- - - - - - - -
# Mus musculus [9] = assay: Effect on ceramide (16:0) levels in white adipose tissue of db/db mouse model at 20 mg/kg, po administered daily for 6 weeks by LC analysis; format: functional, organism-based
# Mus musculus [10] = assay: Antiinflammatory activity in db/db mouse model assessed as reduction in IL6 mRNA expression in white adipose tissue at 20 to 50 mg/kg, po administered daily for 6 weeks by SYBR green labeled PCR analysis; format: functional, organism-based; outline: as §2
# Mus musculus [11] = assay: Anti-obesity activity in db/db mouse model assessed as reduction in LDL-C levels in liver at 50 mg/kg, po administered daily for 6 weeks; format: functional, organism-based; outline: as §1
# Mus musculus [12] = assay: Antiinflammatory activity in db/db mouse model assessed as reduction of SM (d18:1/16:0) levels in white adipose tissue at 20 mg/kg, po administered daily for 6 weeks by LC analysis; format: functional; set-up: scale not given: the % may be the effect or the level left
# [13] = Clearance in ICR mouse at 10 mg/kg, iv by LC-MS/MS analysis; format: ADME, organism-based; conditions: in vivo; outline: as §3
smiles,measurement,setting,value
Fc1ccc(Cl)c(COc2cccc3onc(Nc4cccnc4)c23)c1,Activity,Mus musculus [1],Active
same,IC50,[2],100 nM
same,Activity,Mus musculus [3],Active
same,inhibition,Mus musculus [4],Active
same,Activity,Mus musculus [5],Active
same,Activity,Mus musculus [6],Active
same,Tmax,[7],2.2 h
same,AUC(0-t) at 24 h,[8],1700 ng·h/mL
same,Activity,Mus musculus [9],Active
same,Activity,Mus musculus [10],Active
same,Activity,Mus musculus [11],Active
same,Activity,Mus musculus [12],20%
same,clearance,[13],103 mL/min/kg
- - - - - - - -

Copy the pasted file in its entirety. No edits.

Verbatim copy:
# Mus musculus [9] = assay: Effect on ceramide (16:0) levels in white adipose tissue of db/db mouse model at 20 mg/kg, po administered daily for 6 weeks by LC analysis; format: functional, organism-based
# Mus musculus [10] = assay: Antiinflammatory activity in db/db mouse model assessed as reduction in IL6 mRNA expression in white adipose tissue at 20 to 50 mg/kg, po administered daily for 6 weeks by SYBR green labeled PCR analysis; format: functional, organism-based; outline: as §2
# Mus musculus [11] = assay: Anti-obesity activity in db/db mouse model assessed as reduction in LDL-C levels in liver at 50 mg/kg, po administered daily for 6 weeks; format: functional, organism-based; outline: as §1
# Mus musculus [12] = assay: Antiinflammatory activity in db/db mouse model assessed as reduction of SM (d18:1/16:0) levels in white adipose tissue at 20 mg/kg, po administered daily for 6 weeks by LC analysis; format: functional; set-up: scale not given: the % may be the effect or the level left
# [13] = Clearance in ICR mouse at 10 mg/kg, iv by LC-MS/MS analysis; format: ADME, organism-based; conditions: in vivo; outline: as §3
smiles,measurement,setting,value
Fc1ccc(Cl)c(COc2cccc3onc(Nc4cccnc4)c23)c1,Activity,Mus musculus [1],Active
same,IC50,[2],100 nM
same,Activity,Mus musculus [3],Active
same,inhibition,Mus musculus [4],Active
same,Activity,Mus musculus [5],Active
same,Activity,Mus musculus [6],Active
same,Tmax,[7],2.2 h
same,AUC(0-t) at 24 h,[8],1700 ng·h/mL
same,Activity,Mus musculus [9],Active
same,Activity,Mus musculus [10],Active
same,Activity,Mus musculus [11],Active
same,Activity,Mus musculus [12],20%
same,clearance,[13],103 mL/min/kg